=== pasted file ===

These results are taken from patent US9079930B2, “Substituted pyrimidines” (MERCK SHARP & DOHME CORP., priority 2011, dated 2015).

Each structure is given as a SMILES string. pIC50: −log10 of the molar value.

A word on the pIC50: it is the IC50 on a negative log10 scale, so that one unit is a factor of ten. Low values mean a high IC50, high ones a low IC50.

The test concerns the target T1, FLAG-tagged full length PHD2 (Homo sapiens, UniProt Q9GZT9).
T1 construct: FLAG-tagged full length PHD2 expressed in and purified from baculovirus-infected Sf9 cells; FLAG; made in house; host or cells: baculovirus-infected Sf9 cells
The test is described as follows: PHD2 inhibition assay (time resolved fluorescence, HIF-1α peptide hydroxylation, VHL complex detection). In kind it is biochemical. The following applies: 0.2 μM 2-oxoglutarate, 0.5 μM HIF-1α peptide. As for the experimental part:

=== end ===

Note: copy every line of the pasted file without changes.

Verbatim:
These results are taken from patent US9079930B2, “Substituted pyrimidines” (MERCK SHARP & DOHME CORP., priority 2011, dated 2015).

Each structure is given as a SMILES string. pIC50: −log10 of the molar value.

A word on the pIC50: it is the IC50 on a negative log10 scale, so that one unit is a factor of ten. Low values mean a high IC50, high ones a low IC50.

The test concerns the target T1, FLAG-tagged full length PHD2 (Homo sapiens, UniProt Q9GZT9).
T1 construct: FLAG-tagged full length PHD2 expressed in and purified from baculovirus-infected Sf9 cells; FLAG; made in house; host or cells: baculovirus-infected Sf9 cells
The test is described as follows: PHD2 inhibition assay (time resolved fluorescence, HIF-1α peptide hydroxylation, VHL complex detection). In kind it is biochemical. The following applies: 0.2 μM 2-oxoglutarate, 0.5 μM HIF-1α peptide. As for the experimental part: